Argentina Lists 500 Goods in Price Freeze Accord With Retailers

Argentina’s consumer defense agency released a list of 500 goods whose prices will be frozen from June 1 as President Cristina Fernandez de Kirchner struggles to stem the region’s second-fastest inflation.

Under an accord between the government and supermarkets, including Carrefour SA (CA), Wal-Mart Stores Inc. (WMT) and Chile’s Cencosud SA (CENCOSUD), which runs the Jumbo, Disco and Plaza Vea chains, prices have been fixed for goods ranging from cooking oil to sodas, cereals, wines, hair removal wax and beer, according to a statement posted on the agency’s website.

Fernandez, 60, last week ordered officials and supporters to monitor stores to ensure the accord was honored in a campaign called “Watch and Take Care.” While the government says consumer prices rose 10.5 percent in the 12 months through April, private economists estimate the increase at 24 percent, according to a monthly inflation report released by opposition lawmakers. Venezuela, where prices rose 29.4 percent in the 12 months through April, has the fastest inflation rate in South America.

“We agreed on goods that are commonly used,” Juan Vasco Martinez, manager of the country’s Supermarket Association said in a telephone interview. “At the same time we have reached an accord with industries to ensure supplies.”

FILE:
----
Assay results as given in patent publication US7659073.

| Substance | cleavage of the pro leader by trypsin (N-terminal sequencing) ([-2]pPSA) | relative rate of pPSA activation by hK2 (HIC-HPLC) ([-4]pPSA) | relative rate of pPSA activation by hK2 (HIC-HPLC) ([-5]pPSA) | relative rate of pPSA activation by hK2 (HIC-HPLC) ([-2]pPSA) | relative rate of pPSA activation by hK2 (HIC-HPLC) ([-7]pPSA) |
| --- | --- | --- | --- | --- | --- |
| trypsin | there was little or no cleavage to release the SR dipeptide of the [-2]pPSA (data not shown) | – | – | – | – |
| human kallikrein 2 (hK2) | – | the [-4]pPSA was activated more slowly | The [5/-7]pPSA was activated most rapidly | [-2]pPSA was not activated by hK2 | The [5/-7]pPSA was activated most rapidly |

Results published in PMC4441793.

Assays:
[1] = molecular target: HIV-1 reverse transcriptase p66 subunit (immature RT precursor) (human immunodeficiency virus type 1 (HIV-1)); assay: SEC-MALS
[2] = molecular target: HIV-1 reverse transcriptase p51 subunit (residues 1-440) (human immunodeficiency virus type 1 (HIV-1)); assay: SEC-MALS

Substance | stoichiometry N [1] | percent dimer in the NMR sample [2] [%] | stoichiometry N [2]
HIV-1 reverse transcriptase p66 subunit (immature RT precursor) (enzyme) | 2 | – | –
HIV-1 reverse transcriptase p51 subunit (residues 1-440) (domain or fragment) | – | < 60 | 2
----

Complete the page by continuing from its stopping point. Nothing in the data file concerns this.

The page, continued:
In February, Argentina’s supermarkets agreed with Interior Commerce Secretary Guillermo Moreno to freeze prices for 60 days, a period that was later extended to four months.

IMF Censure

Economists have questioned the country’s official inflation data since early 2007, when Fernandez’s late husband and predecessor Nestor Kirchner changed senior staff at the national statistics agency. In February, Argentina became the first member of the International Monetary Fund to be censured by the lender for not providing accurate data. The government has fined economists as much as 500,000 pesos ($94,591) for releasing inflation figures that were different to those published by agency.

Moreno defended official data on May 7, saying the country’s real inflation rate was that released by the agency. The government has said it will introduce a new index by the end of the year that reflects changing consumption habits.

Buenos Aires City Mayor Mauricio Macri today said the capital will soon start to publish its own consumer price index, calling the government’s price data a “lie”. The city index will track more than 600 goods and 60,000 prices, he said.

“There’s no other country that lies on its statistics or persecutes technicians who try to tell the truth,´´ Macri told reporters.

To contact the reporter on this story: Eliana Raszewski in Buenos Aires at eraszewski@bloomberg.net

To contact the editor responsible for this story: Andre Soliani at asoliani@bloomberg.net

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